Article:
Finally, take a look at your historical performance. If you've had a high CTR and then it dropped - is your keyword seasonal or related to time in some other way? That can affect how well your ad displays through time. Make sure that your expected click through rate is going to be consistent through time.

If you've found the keyword and decided you want to keep it, let's move onto step two.

Step 2. Evaluate the quality of the landing page associated with that keyword

A low-performing keyword can be frustrating, and it can drag your Google Ads Quality Score down. But, there are steps you can take to improve a low Quality Score. Developing your skills can take time with Google Ads. Quality Score isn't as hard as it seems - once you get into it.

One of the most important factors is the quality of the landing page associated with that keyword. If your landing page is poorly designed, hard to navigate, or lacks relevant information, it will reflect negatively on your keyword. Your Google Quality Score will be low if your ad relevancy is low, so make sure that your ads are VERY optimized for your landing pages.

Take some time to evaluate your landing page and make sure it is up to par. You may also want to consider adding additional relevant keywords to your page to help boost your quality score. By taking these steps, you can help improve the performance of your low-performing keywords.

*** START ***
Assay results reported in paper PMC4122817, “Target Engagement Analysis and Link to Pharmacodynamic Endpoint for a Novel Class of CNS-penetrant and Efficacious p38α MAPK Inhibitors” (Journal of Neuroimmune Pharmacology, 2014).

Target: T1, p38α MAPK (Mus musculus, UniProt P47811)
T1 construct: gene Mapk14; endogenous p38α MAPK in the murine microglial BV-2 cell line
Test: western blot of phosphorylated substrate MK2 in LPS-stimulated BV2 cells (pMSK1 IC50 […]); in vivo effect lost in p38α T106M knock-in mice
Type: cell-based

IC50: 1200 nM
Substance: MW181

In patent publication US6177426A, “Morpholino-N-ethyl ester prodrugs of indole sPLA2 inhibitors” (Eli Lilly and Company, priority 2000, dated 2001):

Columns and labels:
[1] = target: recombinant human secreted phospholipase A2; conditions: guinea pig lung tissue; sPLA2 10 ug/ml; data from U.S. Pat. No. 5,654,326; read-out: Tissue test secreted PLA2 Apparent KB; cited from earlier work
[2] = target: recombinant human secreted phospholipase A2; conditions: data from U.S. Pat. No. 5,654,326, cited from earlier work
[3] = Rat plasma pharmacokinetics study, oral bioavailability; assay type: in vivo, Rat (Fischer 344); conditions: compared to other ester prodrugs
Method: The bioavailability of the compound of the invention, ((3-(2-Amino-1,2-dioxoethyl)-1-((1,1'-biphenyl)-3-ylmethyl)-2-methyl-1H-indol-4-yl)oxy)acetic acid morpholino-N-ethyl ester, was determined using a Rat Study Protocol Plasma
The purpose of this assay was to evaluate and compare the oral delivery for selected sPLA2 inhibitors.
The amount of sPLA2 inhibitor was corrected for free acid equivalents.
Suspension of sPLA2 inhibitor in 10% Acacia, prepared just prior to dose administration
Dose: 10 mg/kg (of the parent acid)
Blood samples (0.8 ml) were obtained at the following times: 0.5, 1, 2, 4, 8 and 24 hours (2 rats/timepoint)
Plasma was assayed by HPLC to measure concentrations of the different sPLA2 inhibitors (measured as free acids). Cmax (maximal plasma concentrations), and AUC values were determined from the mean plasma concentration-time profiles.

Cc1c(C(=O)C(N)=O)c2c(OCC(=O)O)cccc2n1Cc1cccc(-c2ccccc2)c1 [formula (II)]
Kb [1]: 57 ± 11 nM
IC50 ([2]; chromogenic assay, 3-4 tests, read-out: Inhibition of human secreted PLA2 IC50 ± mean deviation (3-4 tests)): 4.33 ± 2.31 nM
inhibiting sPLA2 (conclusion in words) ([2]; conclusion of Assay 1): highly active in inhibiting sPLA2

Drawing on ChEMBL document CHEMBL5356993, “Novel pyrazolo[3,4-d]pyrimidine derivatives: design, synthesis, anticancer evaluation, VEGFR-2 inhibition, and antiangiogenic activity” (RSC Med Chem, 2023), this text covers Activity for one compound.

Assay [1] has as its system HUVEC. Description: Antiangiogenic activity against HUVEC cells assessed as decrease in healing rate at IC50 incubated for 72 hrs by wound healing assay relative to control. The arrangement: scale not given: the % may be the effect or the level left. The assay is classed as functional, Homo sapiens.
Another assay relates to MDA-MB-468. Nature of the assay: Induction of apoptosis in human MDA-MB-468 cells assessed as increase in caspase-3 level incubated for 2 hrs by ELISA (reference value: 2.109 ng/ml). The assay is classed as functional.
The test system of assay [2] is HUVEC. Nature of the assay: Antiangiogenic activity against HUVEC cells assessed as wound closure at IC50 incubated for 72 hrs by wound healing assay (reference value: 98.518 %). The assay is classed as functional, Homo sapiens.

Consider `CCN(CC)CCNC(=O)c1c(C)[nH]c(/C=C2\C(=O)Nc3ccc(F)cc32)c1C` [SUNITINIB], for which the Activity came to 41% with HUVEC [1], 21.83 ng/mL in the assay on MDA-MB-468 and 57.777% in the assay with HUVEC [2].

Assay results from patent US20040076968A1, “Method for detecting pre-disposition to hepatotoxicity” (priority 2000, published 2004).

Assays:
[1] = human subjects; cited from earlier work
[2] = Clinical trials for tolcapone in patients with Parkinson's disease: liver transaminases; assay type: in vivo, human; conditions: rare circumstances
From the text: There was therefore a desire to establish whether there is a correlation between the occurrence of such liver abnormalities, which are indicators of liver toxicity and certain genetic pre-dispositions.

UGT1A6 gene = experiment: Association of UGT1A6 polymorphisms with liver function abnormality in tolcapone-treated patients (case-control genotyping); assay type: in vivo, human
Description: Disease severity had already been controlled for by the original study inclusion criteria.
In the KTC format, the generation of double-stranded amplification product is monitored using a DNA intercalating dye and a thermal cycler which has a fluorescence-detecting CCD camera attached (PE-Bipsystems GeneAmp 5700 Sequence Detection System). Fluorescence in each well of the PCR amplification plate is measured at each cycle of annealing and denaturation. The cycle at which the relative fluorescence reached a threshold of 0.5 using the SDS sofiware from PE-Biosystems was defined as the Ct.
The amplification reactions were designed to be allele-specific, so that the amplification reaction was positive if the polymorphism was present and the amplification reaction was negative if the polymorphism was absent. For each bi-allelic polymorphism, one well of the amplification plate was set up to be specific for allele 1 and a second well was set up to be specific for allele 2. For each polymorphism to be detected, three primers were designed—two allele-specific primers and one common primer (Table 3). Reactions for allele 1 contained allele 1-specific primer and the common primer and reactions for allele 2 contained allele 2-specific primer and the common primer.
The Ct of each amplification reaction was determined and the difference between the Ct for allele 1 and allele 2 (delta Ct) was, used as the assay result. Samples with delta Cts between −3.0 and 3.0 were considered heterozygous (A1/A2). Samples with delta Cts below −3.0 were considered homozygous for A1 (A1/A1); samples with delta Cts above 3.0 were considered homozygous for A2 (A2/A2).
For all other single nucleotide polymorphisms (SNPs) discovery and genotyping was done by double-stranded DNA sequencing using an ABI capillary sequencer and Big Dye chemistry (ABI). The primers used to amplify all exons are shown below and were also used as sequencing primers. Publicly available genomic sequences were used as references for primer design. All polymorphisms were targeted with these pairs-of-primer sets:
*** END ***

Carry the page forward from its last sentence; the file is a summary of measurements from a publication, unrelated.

Step 3. Make changes to improve the quality of that landing page

Your landing page for ads, ideally, should be optimized for those keywords and ads. I know it's not always a perfect 1:1, but getting effective ads is all about Google's quality score, so they need to match. As you make changes, keep the following in mind:

  • Start small. Most SEO experts recommend changing no more than 10-20% of a page at a time, as it can affect where your page shows up in search when it's reindexed.
  • Use tools. Google is a giant computer, so use that to your advantage. There are plenty of affordable tools out there that can help you rank for your chosen keywords.
  • Keep an eye on your Google Ads account. Like literally, every day. Review how you're doing, if there's been any improvement, and even look at your account level Quality Score. You really want to play the game to play it well.